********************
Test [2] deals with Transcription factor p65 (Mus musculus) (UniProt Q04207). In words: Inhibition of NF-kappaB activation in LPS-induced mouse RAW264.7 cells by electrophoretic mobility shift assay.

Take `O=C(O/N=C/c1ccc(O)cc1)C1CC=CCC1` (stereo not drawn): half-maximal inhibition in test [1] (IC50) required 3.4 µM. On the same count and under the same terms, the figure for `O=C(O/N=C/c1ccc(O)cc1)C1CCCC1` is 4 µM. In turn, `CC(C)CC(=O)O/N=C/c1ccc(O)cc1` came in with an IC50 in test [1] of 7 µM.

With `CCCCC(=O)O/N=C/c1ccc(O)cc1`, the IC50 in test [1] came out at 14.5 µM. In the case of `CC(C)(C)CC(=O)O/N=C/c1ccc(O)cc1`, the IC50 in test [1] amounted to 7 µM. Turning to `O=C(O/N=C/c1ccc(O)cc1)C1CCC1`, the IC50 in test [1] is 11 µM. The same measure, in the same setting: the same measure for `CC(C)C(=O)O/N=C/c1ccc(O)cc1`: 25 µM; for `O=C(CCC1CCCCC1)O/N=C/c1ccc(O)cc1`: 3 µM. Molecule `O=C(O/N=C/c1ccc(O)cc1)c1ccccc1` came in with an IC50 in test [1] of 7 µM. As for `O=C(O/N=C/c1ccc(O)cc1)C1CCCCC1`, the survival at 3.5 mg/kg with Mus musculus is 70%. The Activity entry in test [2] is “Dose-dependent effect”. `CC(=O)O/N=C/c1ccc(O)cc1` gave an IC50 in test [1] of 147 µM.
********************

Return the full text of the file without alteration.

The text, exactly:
Test [2] deals with Transcription factor p65 (Mus musculus) (UniProt Q04207). In words: Inhibition of NF-kappaB activation in LPS-induced mouse RAW264.7 cells by electrophoretic mobility shift assay.

Take `O=C(O/N=C/c1ccc(O)cc1)C1CC=CCC1` (stereo not drawn): half-maximal inhibition in test [1] (IC50) required 3.4 µM. On the same count and under the same terms, the figure for `O=C(O/N=C/c1ccc(O)cc1)C1CCCC1` is 4 µM. In turn, `CC(C)CC(=O)O/N=C/c1ccc(O)cc1` came in with an IC50 in test [1] of 7 µM.

With `CCCCC(=O)O/N=C/c1ccc(O)cc1`, the IC50 in test [1] came out at 14.5 µM. In the case of `CC(C)(C)CC(=O)O/N=C/c1ccc(O)cc1`, the IC50 in test [1] amounted to 7 µM. Turning to `O=C(O/N=C/c1ccc(O)cc1)C1CCC1`, the IC50 in test [1] is 11 µM. The same measure, in the same setting: the same measure for `CC(C)C(=O)O/N=C/c1ccc(O)cc1`: 25 µM; for `O=C(CCC1CCCCC1)O/N=C/c1ccc(O)cc1`: 3 µM. Molecule `O=C(O/N=C/c1ccc(O)cc1)c1ccccc1` came in with an IC50 in test [1] of 7 µM. As for `O=C(O/N=C/c1ccc(O)cc1)C1CCCCC1`, the survival at 3.5 mg/kg with Mus musculus is 70%. The Activity entry in test [2] is “Dose-dependent effect”. `CC(=O)O/N=C/c1ccc(O)cc1` gave an IC50 in test [1] of 147 µM.